In this issue:
- Employers' Request for Facebook Access Comes Under Attack
- EEOC Releases Publications on the Rights of Disabled Veterans Returning to the Civilian Workforce
- EEOC Publishes Rule Amending ADEA Regulations
- Employers' Use of Unpaid Interns Comes Under Attack
- Title VII's Protections Extend to Provision of Severance Benefits to Former Employees
An excerpt from "Employers' Use of Unpaid Interns Comes Under Attack"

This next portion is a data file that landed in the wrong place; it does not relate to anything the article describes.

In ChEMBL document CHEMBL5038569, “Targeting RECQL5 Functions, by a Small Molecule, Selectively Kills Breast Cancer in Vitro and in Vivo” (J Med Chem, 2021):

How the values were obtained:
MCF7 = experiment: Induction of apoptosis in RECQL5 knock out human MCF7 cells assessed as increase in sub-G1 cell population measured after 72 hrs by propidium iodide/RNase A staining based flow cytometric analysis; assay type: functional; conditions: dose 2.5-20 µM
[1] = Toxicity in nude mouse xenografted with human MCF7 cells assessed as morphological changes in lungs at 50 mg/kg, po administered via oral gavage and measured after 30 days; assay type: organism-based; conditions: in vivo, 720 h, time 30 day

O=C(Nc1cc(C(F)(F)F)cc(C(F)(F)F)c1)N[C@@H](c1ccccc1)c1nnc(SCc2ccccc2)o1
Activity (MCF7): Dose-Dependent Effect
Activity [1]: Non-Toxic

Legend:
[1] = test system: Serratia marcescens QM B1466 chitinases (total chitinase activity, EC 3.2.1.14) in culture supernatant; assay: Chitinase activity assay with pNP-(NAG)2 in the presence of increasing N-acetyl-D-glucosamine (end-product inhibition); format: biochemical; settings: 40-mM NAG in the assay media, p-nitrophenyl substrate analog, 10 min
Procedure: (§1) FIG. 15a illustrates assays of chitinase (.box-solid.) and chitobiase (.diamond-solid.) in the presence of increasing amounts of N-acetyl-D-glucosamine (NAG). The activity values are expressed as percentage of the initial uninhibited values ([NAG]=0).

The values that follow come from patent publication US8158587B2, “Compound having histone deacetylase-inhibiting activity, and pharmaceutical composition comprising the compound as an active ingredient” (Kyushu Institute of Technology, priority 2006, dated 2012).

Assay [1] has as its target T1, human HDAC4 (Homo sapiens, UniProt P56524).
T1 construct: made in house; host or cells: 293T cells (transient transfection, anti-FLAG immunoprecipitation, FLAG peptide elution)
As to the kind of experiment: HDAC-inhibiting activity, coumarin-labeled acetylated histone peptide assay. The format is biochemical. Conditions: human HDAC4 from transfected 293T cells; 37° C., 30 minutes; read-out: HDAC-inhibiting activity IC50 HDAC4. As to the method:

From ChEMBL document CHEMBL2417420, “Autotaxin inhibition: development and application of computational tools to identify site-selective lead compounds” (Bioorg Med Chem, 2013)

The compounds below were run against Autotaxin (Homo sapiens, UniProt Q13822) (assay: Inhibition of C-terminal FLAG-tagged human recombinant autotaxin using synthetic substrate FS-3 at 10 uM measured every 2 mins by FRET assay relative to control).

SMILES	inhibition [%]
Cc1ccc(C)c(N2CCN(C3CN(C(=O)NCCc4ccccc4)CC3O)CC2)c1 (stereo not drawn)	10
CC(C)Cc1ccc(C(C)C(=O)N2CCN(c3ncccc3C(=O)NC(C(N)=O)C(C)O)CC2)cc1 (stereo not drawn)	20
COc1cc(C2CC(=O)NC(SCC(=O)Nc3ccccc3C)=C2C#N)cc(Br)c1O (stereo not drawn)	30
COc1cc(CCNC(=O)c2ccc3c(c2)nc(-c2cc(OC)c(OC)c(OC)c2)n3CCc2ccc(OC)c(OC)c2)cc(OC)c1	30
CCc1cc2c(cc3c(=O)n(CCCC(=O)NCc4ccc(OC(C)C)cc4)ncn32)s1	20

In recent weeks, employers' use of unpaid interns has come under attack. In March 2012, a former intern of the "Charlie Rose" show filed a class action lawsuit in the New York Supreme Court on behalf of herself and others. See Lucy Bickerton v. Charles Rose and Charlie Rose, Inc., Index No. 650780/2012. The lawsuit alleges that the company violated New York State wage laws by not paying interns wages and overtime for the work that they performed. The former intern alleged that she regularly worked at least 25 hours per week without pay while on the "Charlie Rose" staff in 2007. Her job responsibilities included performing daily background research, assembling press packets, escorting the show's guests through the studio, breaking down the interview set after daily filming, and cleaning up the green room.
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